This was the last day in the immediate future Laetitia would begin by walking down Raglan Road toward the Emerald Victorian. Tomorrow, she would start her new adventure in Antarctica. Last night there was a family party at Uncle Milt’s in celebration of her new life event. She and her cousins, Alicia, Bryn, and Luciano, performed Reginald, the Fortunate Rake and Celeste’s Song. These were based on conversations that she had with both of them on Grande Cayman Island (Days 365 and 366). Celeste’s Song is also connected to Laetitia’s visit with her group to the Bordello Museum in Wallace, Idaho (Day 177). She borrowed the tune for Celeste’s Song from A Bird In a Gilded Cage, a sentimental ballad written by Arthur J. Lamb and Harry Von Tilzer in 1900. She liked the old tune and decided to use it for a second set of lyrics that she called Bird in a Guilty Cage. They performed that as well.
Bird in a Guilty Cage was based on Uncle Ralph’s story about his father (her great grandfather), who loved to sing – mostly fragments of old familiar tunes. He could rarely remember all the words so he filled in the memory gaps with silly nonsense. His version of A Bird in a Gilded Cage went, “She’s only a bird in a guilty cage, and her ears they are green and black.” A short time ago, Laetitia wrote Celeste’s song using the same tune, so she made up a song about a female harlequin, a clown often depicted in a multicolored costume with face makeup that might include green and black ears. In Laetitia’s version performed at the party, the lady was hauled in by the police and ended up in jail (guilty cage). She also used the theme in a limerick.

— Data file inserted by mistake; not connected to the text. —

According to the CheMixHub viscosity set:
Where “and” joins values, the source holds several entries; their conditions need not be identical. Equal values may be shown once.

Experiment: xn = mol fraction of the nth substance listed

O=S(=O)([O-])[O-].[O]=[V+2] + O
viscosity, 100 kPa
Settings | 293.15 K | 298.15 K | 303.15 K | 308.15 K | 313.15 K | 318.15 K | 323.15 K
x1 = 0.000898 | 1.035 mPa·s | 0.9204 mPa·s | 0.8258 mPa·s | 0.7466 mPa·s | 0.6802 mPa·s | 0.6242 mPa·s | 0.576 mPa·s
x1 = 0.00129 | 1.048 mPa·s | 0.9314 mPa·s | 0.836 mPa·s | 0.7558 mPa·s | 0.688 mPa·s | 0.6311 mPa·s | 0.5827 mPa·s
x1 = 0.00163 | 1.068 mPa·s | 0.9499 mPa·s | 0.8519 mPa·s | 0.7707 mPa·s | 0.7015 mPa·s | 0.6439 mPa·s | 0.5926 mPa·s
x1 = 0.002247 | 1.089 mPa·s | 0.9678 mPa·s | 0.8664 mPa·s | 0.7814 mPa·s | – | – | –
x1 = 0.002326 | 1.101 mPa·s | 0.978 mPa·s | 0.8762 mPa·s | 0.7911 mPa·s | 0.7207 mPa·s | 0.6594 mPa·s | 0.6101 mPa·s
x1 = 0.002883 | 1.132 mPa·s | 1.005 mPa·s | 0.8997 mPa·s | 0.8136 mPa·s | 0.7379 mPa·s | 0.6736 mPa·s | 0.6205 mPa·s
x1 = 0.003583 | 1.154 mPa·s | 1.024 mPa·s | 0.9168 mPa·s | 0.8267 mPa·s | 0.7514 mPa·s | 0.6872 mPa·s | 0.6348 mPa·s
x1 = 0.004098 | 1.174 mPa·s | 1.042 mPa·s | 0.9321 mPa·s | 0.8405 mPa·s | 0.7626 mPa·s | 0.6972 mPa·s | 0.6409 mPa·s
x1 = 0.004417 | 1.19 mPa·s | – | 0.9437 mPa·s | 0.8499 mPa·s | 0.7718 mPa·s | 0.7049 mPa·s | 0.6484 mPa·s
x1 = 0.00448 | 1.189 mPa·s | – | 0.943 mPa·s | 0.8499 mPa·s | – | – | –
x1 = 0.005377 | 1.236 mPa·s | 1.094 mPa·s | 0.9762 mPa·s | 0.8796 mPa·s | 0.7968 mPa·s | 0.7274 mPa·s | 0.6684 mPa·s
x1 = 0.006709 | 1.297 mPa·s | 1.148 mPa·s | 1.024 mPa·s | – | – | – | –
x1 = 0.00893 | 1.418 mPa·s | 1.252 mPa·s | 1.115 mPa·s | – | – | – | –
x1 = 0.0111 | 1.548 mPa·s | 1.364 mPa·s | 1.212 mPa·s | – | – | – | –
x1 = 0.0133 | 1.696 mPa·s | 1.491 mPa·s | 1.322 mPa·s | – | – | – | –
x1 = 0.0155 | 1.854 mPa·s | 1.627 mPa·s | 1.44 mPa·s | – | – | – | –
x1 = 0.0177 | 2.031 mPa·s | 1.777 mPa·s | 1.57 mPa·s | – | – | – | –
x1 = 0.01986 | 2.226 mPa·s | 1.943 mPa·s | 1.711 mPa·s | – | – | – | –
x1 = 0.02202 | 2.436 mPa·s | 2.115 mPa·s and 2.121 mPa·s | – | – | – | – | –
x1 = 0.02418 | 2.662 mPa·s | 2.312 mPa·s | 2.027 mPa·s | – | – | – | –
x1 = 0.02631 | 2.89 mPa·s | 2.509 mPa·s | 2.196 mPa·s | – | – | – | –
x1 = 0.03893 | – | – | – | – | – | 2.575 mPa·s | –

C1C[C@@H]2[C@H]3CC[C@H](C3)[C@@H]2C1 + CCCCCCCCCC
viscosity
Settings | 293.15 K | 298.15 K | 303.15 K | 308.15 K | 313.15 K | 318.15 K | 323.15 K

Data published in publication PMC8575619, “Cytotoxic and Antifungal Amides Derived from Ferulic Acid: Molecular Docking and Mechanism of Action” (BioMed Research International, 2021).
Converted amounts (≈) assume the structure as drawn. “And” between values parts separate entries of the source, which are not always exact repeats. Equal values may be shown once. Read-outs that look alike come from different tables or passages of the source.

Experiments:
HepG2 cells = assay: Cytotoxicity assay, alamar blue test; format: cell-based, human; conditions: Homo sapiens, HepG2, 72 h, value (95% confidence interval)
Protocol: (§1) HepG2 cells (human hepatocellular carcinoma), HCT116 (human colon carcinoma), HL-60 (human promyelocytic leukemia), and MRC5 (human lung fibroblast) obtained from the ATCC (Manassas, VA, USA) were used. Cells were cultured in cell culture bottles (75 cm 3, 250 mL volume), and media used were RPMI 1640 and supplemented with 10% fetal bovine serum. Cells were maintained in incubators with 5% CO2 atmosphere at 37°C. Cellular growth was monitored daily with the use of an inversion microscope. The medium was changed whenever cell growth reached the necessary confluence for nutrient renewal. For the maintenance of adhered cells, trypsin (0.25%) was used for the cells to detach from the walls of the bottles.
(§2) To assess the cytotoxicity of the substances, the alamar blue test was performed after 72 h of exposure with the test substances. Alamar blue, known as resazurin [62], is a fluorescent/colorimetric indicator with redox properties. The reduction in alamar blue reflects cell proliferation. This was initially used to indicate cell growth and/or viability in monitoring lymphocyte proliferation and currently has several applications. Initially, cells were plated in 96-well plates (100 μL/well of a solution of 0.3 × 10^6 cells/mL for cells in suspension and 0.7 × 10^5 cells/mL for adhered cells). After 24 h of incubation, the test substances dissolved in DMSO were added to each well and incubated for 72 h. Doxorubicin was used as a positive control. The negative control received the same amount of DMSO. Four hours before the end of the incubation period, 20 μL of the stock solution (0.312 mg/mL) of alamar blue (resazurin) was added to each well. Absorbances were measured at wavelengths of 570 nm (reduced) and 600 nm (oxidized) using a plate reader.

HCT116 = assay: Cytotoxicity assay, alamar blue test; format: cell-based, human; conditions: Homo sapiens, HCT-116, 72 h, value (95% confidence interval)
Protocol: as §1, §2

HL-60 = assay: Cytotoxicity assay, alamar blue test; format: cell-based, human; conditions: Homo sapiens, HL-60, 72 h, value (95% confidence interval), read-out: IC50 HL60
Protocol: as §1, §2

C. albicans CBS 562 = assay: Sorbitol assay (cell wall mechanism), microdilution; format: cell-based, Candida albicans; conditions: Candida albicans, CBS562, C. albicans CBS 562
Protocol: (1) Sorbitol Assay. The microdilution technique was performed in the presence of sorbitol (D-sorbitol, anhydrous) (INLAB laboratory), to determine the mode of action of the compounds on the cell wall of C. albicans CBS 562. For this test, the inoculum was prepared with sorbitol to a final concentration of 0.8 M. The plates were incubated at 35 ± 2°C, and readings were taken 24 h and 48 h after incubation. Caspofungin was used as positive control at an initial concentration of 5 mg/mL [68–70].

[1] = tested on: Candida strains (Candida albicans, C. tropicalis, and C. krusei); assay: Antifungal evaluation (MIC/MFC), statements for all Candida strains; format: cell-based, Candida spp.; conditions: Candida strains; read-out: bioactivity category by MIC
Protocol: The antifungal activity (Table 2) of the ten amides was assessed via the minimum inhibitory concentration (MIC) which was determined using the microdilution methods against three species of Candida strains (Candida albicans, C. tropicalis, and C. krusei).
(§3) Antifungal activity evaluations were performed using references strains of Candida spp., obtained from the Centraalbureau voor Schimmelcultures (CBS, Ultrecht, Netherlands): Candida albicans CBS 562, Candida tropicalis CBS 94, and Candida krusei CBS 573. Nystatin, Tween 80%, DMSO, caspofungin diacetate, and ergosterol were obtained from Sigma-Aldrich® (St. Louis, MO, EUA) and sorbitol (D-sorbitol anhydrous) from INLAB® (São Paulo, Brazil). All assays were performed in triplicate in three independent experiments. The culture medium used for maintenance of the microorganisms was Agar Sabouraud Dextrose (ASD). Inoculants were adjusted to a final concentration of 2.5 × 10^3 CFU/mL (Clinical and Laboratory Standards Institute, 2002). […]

Arrangements had been made with the powers that be at Mind’s Eye Limerick Tours for her temporary sojourn in Antarctica. Since she was a veteran mind traveler, she could and would return to the Emerald Victorian to lead a tour about once per week when she had time off from her duties at the research station. She would also join her cousins from time to time at Uncle Milt’s parties.
As a party song, it’s all the rage
‘Bout the “bird in a guilty cage,”
A maltreated belle
Who’s now mad as Hell
At her beau who brought on this outrage.